Do you love getting food poisoning? I didn't think so. That's why I know you will love the food label concept design Fresh Label as much as I do. As soon as heard about it, I had to share it with you.
Recently featured on the package design archive and gallery Packaging of the World, Fresh Label is a food labeling concept created by the Japanese design firm To-Genkyo. The idea is to create a food label that changes color by reacting to the ammonia food gives off as it spoils.
Taking the concept a step further, To-Genkyo would like to see a product barcode incorporated into the label, which is a shaped like an hourglass, a symbol of time. When the food product is no longer edible, the barcode would not be able to be scanned and therefore unable to be purchased and consumed.
To-Genkyo points out that Fresh Label will help solve the worldwide problem of false labeling:
"Many consumers carefully check the food labels," the design firm told Packaging of the World. "However, expiry dates typed on the labels in characters are easily faked and there is a limit for its reliability ... (Fresh Label, on the other hand) is reliable and difficult to counterfeit since it directly reflects freshness."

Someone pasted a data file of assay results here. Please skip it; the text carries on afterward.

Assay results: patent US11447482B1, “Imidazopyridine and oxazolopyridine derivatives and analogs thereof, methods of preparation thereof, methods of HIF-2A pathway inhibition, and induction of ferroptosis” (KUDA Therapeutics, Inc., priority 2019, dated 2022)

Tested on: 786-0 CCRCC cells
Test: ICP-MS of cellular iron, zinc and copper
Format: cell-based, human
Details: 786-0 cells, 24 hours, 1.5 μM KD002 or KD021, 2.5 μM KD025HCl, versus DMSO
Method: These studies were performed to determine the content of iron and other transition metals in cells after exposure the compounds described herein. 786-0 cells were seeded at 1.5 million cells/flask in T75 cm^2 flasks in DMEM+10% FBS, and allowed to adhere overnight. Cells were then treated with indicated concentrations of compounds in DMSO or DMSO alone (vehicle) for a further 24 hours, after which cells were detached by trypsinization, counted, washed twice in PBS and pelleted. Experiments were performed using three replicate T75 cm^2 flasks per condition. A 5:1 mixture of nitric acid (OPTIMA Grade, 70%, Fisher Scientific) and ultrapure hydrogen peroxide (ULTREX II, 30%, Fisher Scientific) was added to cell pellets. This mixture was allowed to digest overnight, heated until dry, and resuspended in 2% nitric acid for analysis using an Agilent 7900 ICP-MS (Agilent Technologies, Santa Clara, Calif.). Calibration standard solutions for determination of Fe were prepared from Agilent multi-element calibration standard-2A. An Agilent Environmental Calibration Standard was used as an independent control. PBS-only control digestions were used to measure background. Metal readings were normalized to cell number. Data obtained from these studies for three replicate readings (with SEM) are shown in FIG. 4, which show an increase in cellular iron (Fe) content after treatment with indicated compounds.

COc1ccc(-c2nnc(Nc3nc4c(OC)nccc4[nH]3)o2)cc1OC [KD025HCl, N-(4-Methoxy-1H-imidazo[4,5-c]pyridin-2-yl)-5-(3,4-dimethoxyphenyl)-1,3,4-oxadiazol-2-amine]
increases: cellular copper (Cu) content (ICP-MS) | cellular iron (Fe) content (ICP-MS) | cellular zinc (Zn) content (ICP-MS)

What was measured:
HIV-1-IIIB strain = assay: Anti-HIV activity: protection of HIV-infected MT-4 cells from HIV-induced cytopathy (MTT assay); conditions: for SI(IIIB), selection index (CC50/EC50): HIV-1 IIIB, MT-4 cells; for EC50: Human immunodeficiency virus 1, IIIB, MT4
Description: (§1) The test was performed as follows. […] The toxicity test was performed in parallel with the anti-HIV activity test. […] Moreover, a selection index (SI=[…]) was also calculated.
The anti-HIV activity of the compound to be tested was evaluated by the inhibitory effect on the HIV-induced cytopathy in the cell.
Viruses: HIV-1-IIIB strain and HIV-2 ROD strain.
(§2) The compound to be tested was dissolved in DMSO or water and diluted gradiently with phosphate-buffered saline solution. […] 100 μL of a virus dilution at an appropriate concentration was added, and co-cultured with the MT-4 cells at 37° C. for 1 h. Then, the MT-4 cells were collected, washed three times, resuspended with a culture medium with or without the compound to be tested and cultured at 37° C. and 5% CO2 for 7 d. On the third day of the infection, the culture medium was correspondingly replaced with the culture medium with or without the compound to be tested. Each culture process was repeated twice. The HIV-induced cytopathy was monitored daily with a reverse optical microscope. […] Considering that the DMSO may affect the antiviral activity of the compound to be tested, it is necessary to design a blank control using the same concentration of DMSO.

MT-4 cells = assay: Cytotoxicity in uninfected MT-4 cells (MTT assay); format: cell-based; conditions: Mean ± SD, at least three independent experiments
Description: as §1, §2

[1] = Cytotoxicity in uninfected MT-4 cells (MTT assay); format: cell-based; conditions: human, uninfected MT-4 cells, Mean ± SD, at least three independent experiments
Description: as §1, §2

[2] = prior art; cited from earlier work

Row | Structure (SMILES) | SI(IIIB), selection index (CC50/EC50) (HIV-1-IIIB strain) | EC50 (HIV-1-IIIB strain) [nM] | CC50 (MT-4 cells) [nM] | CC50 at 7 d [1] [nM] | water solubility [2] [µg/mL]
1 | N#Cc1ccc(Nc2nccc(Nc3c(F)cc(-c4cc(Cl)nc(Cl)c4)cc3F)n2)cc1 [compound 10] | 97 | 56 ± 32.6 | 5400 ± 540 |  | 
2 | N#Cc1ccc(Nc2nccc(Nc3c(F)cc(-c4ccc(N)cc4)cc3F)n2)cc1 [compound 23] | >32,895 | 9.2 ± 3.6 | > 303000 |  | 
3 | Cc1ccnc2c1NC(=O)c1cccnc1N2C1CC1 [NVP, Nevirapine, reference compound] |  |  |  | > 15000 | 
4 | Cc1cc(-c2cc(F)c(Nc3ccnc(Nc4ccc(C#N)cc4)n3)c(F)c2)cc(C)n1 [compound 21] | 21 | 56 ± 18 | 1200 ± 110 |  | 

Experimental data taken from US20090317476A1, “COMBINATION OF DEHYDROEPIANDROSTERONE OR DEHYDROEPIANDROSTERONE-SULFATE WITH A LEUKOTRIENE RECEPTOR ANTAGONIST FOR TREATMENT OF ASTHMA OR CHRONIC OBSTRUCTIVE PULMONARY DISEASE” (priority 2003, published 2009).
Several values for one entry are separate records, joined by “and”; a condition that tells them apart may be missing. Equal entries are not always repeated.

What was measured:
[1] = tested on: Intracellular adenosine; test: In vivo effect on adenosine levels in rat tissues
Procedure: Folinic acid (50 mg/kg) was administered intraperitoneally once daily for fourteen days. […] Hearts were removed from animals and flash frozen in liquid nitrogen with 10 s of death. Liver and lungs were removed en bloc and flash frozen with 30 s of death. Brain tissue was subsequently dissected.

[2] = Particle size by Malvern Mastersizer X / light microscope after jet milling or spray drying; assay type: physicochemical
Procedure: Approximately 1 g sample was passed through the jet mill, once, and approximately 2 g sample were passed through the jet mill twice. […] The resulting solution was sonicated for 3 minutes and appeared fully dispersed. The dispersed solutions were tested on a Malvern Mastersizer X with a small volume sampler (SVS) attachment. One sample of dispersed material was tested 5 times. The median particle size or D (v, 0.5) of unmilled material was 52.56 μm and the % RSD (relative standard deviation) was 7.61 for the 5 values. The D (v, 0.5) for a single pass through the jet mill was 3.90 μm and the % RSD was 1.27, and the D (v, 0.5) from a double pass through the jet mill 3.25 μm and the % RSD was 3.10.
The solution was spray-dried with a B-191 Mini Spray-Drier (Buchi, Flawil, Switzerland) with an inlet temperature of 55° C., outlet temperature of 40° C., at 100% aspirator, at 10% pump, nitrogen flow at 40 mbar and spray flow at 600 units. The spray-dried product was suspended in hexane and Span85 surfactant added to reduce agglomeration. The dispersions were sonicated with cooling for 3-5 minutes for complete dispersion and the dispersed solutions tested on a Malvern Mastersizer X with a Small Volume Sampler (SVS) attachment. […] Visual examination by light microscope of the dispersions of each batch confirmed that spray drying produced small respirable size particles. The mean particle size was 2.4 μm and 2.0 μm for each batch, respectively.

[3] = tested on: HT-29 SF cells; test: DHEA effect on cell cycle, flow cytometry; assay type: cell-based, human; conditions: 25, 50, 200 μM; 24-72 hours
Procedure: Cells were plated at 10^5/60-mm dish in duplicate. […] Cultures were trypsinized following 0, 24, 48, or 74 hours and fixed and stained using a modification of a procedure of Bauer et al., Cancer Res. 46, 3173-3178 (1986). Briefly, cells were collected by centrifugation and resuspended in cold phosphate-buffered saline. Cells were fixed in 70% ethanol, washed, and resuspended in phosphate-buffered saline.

I am excited about this food label design concept for another reason. Here in the US, false labeling is not a big concern of mine. But eating food that is even close to expiring is. Fresh Label would save a lot of food from being thrown out before it has actually expired. I myself am pretty certain that I routinely throw out food that is still good, especially meat. Or at least this is what my mother tells me. Not because I like wasting food (and the money used to purchase it), but because I would rather error on the side of caution.
As a former longtime vegetarian, I am still a bit squeamish when it comes to cooking meat. So if that package of hormone-free ground beef in my fridge gets anywhere near its expiration date or smells a bit "off," it is going in the trash bin. I hate wasting food, but I hate getting food poisoning even more. Furthermore, my Shetland Sheepdog, Scout, gets very pouty when I throw out meat. Unlike me, he doesn't understand what the big deal about freshness is when it comes to food. To him, it's all good when it comes to food ... especially meat. Fresh Label would solve this problem as well.
What do you think about this food label design concept? Are there any others you have seen that are comparable to Fresh Label?